Originally titled "Frankie and Albert," this traditional murder ballad was inspired by the real-life crime of passion committed by Frankie Baker in 1899. Frankie discovered her lover, Albert Britt, had been with another woman and took revenge by shooting him at a boardinghouse in St. Louis, Missouri. She would be acquitted under plea of self-defense.
The origins of the song as we know it today are a bit murky. That same year, local singer Bill Dooley composed a song sensationalizing the case, and it became a popular mainstay in local saloons before its official publication as "Frankie and Johnny" in 1904. The song was not credited to Dooley, however, but to ragtime composer/lyricist Hughie Cannon.
Frank and Bert Leighton's 1908 version, which was published as "Frankie and Johnny" in 1912, brought us the familiar opening:
Frankie and Johnny were sweethearts
They had a quarrel one day
Countless covers over the years have provided many variations of the song. Sometimes the duo are "lovers" instead of "sweethearts." Johnny's mistress can be Alice Pry or Nelly Bly. Sometimes, Frankie is cheered by onlookers as she shoots Johnny and is exonerated; other times, she's executed.
Many artists have recorded this, including Louis Armstrong, Elvis Presley and Johnny Cash. Sam Cooke sang a cleaner version than most, which is the most popular contemporary cover. Here are the charting versions in America:
1959, #57 - Johnny Cash
1961, #20 - Brook Benton
1963, #14 - Sam Cooke
1964, #75 - The Greenwood County Singers
1966, #25 - Elvis Presley
Elvis Presley starred in a 1966 movie called Frankie And Johnny where he performed the song. In 1991, another movie of the same name was released starring Al Pacino and Michelle Pfeiffer, who in one scene banter over the song when they realize they are named Frankie and Johnny. The exchange:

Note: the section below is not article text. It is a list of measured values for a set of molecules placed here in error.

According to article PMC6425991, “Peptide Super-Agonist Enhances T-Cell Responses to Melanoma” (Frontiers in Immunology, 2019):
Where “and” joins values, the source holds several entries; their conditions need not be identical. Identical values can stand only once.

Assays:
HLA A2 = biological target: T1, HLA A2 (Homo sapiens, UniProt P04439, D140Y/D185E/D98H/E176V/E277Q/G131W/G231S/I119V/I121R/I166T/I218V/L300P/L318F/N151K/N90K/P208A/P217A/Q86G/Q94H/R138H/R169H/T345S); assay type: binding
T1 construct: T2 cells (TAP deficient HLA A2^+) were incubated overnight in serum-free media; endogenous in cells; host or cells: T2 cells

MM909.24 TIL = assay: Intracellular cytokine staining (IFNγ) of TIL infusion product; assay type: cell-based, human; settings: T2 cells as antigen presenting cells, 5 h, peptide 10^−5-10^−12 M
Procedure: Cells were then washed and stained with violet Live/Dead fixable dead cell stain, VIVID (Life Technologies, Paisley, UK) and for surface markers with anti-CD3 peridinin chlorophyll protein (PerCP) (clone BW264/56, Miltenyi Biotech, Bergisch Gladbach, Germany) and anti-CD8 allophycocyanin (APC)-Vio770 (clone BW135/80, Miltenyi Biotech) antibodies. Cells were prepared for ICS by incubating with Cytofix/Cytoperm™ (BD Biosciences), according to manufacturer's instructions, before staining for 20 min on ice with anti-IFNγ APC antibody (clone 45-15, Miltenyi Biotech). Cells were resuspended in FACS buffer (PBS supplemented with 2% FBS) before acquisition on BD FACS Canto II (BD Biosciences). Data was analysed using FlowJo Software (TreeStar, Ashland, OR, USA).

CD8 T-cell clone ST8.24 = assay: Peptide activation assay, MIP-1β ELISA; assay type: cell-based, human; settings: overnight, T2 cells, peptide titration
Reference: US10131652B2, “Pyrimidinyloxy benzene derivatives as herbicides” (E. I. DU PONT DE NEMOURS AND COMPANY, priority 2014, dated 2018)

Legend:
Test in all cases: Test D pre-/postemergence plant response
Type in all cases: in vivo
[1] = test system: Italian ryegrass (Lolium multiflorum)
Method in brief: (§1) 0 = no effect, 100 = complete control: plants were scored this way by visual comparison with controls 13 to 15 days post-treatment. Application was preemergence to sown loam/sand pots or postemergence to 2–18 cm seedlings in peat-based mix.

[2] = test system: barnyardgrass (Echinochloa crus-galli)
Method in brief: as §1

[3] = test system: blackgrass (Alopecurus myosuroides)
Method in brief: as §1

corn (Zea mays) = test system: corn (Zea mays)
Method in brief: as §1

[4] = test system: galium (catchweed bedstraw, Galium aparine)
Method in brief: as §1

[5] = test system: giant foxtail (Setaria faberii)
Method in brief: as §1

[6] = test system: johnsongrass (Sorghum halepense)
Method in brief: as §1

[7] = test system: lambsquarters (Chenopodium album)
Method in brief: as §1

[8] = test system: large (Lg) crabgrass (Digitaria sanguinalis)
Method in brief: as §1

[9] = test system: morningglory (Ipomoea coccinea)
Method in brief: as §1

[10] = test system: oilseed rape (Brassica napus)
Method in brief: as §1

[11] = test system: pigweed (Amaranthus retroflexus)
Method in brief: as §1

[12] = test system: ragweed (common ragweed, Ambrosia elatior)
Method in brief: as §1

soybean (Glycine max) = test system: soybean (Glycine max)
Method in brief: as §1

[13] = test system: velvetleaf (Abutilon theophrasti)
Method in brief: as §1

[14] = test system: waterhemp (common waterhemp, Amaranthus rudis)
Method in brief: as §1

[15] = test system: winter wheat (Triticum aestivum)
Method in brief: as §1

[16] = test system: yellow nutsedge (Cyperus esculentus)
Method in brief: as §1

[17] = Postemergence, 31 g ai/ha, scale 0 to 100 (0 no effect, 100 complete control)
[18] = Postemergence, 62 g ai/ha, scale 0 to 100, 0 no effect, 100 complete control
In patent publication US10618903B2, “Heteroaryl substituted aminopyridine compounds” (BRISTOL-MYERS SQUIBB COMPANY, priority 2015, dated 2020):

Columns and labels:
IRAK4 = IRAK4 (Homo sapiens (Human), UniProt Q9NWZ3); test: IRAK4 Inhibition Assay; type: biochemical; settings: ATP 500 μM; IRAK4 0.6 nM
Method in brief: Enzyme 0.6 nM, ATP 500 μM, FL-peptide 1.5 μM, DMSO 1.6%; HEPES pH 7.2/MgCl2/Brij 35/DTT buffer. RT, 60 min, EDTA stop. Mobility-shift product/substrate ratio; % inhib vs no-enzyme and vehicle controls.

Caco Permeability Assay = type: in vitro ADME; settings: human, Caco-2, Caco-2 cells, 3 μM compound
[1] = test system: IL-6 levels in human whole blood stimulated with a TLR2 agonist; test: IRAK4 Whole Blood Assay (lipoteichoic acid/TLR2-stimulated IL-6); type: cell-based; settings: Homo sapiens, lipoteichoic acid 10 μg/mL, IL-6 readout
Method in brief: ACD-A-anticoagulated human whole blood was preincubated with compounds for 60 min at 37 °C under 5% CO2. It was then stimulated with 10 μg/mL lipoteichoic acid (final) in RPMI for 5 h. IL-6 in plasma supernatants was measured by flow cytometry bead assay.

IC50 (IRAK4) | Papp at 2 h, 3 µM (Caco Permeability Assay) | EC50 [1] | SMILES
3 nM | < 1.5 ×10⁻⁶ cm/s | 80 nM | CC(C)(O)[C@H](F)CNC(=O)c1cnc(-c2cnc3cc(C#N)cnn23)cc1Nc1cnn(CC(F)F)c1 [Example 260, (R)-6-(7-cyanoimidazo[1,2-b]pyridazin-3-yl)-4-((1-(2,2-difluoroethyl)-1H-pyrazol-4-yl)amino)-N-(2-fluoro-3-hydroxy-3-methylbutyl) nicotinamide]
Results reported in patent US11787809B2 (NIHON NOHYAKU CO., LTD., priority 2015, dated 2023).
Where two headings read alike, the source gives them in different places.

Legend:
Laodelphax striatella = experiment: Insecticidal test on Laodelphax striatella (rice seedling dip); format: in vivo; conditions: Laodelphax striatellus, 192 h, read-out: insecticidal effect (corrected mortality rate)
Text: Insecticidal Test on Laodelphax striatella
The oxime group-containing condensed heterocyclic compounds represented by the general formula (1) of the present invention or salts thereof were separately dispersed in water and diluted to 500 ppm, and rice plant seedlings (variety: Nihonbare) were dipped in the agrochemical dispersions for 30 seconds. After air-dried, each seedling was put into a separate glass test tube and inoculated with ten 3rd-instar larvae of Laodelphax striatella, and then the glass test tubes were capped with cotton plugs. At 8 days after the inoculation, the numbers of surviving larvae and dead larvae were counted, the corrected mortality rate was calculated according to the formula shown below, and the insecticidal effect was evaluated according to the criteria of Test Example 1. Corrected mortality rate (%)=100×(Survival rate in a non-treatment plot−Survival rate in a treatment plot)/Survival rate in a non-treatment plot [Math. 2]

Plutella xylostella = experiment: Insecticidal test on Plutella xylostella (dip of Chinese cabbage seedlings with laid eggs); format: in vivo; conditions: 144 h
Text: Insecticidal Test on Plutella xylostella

Pfeiffer: Didn't they kill each other?
Pacino: No. She killed him. You got the edge there.
In 1942, the real Frankie Baker filed a defamation suit against Republic Pictures for the 1936 film Frankie and Johnnie, starring Helen Morgan and Chester Morris. Frankie lost the lawsuit and was never able to escape her reputation as a murderer, though she had been acquitted. She said during the (defamation) court proceedings: "I was pointed out as the worst woman in the world and introduced as the Frankie of song, instead of Miss Baker."
Brook Benton's R&B version was included in the 2011 compilation Mad Men: A Musical Companion.
Anika Noni Rose performed this in the 2011 miniseries Bag of Bones, based on the Stephen King novel. Rose played Sara Tidwell in the movie.